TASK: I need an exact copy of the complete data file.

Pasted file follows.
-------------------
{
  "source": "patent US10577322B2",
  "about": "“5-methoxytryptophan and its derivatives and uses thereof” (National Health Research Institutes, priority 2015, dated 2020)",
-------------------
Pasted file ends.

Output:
{
  "source": "patent US10577322B2",
  "about": "“5-methoxytryptophan and its derivatives and uses thereof” (National Health Research Institutes, priority 2015, dated 2020)",